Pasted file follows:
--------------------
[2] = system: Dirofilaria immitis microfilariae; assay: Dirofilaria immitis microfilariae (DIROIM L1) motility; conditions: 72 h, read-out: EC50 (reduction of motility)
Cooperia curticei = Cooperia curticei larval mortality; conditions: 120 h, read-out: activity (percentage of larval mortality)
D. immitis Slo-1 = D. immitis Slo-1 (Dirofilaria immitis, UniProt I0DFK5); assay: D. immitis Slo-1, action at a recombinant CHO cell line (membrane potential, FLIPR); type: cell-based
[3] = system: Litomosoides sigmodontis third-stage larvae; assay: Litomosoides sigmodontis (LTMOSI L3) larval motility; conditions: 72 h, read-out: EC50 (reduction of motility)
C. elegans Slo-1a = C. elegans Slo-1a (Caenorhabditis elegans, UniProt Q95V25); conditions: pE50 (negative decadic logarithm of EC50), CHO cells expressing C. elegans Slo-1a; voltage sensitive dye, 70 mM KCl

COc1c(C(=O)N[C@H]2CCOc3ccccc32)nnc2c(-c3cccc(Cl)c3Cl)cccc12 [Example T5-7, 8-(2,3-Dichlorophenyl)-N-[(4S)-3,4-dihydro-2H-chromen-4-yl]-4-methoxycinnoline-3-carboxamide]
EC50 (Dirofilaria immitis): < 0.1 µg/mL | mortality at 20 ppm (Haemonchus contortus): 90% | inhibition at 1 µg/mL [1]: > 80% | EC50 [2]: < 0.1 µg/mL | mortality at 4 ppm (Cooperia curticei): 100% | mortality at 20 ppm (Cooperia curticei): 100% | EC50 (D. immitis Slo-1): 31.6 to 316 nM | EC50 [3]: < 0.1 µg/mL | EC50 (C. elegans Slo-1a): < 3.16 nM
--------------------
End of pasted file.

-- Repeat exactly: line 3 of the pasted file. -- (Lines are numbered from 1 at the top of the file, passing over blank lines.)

D. immitis Slo-1 = D. immitis Slo-1 (Dirofilaria immitis, UniProt I0DFK5); assay: D. immitis Slo-1, action at a recombinant CHO cell line (membrane potential, FLIPR); type: cell-based